It is true that the question of the legality or illegality of the withdrawals turns our attention to an exploration of the Rome Statute. To be effective, as Aust states, withdrawal may take place only as a result of the application of the relevant treaty provisions;[xiv] in this case, articles 127 and 121(6) of the Statute. A party may also withdraw, at any time, upon the consent of all the parties after consultation.[xv]

However, one should also be aware that the “collective withdrawal,” regardless of its efficacy in law, is viewed by the AU as a mechanism to change what it perceives are power inequalities attendant to the court. Arguably, collective action by states can challenge international legal rules that are “unfair and objurgate international institutions that enforce those rules.”[xvi] It is, thus, animated by a perception of inequality, and the strategy is taken as a tool for leverage, an instrumentalism.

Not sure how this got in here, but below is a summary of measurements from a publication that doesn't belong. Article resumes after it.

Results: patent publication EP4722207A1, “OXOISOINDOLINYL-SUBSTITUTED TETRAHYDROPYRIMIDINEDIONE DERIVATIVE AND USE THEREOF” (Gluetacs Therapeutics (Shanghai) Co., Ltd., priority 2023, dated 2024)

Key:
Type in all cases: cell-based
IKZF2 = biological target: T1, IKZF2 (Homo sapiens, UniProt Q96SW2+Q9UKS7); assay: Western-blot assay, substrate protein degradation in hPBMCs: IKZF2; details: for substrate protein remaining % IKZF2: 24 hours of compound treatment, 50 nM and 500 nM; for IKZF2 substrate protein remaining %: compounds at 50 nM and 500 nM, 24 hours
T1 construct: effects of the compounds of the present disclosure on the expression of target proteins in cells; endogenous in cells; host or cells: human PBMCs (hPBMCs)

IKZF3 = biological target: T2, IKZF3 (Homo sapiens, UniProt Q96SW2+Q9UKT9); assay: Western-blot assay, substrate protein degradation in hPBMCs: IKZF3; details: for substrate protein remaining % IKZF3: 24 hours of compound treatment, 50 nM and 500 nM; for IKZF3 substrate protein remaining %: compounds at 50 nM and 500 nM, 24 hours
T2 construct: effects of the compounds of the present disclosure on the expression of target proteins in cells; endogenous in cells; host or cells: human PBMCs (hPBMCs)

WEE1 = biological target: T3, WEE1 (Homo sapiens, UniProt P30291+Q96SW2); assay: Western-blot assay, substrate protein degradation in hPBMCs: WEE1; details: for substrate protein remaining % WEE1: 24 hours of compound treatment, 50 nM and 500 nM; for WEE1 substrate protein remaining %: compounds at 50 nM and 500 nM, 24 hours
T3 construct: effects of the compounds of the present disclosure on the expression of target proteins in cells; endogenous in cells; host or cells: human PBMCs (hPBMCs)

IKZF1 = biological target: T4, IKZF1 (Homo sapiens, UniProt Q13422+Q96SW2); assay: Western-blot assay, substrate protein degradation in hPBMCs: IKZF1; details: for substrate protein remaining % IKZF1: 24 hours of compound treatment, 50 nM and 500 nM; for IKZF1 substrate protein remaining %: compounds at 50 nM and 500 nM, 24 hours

This debate is far from over, and more developments are sure to unfold which will clarify the matter, and show us what lies ahead.

What we know, though, is that issues of legitimacy have remained open. For instance, the court is faced with issues of fractures in its past. From its birth, the ICC has been suffering from concerns over an aspect of constitutive legitimacy, whether its estalishment was with the true input and consent of states. It was born with the heavy participation of the Security Council, and not most states.[xvii]

David Scheffer, the first U.S. Ambassador-at-Large for War Crimes Issues, recounts that backroom negotiations of the 1998 Rome Diplomatic Conference on the ICC have been at times sluggish, and Hisashi Owada did have to sometimes create a small package of common denominators to attract general agreement.[xviii]